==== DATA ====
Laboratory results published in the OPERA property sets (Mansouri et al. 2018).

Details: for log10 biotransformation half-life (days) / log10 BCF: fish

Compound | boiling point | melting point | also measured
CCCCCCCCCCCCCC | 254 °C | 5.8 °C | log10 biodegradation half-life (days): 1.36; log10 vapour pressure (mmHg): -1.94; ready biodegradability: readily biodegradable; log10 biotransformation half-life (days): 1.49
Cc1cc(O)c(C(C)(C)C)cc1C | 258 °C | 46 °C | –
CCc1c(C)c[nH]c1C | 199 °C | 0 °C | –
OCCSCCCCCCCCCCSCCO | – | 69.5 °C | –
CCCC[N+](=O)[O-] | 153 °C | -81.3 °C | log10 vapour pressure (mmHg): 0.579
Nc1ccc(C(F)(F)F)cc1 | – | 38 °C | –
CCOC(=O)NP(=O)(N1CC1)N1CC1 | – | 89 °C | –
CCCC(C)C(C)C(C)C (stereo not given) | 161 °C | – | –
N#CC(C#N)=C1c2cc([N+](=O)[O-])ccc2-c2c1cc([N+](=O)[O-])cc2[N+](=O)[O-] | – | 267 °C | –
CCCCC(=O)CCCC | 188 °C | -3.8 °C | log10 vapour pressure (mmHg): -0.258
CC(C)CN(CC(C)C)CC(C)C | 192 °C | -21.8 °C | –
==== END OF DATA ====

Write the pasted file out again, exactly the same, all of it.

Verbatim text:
Laboratory results published in the OPERA property sets (Mansouri et al. 2018).

Details: for log10 biotransformation half-life (days) / log10 BCF: fish

Compound | boiling point | melting point | also measured
CCCCCCCCCCCCCC | 254 °C | 5.8 °C | log10 biodegradation half-life (days): 1.36; log10 vapour pressure (mmHg): -1.94; ready biodegradability: readily biodegradable; log10 biotransformation half-life (days): 1.49
Cc1cc(O)c(C(C)(C)C)cc1C | 258 °C | 46 °C | –
CCc1c(C)c[nH]c1C | 199 °C | 0 °C | –
OCCSCCCCCCCCCCSCCO | – | 69.5 °C | –
CCCC[N+](=O)[O-] | 153 °C | -81.3 °C | log10 vapour pressure (mmHg): 0.579
Nc1ccc(C(F)(F)F)cc1 | – | 38 °C | –
CCOC(=O)NP(=O)(N1CC1)N1CC1 | – | 89 °C | –
CCCC(C)C(C)C(C)C (stereo not given) | 161 °C | – | –
N#CC(C#N)=C1c2cc([N+](=O)[O-])ccc2-c2c1cc([N+](=O)[O-])cc2[N+](=O)[O-] | – | 267 °C | –
CCCCC(=O)CCCC | 188 °C | -3.8 °C | log10 vapour pressure (mmHg): -0.258
CC(C)CN(CC(C)C)CC(C)C | 192 °C | -21.8 °C | –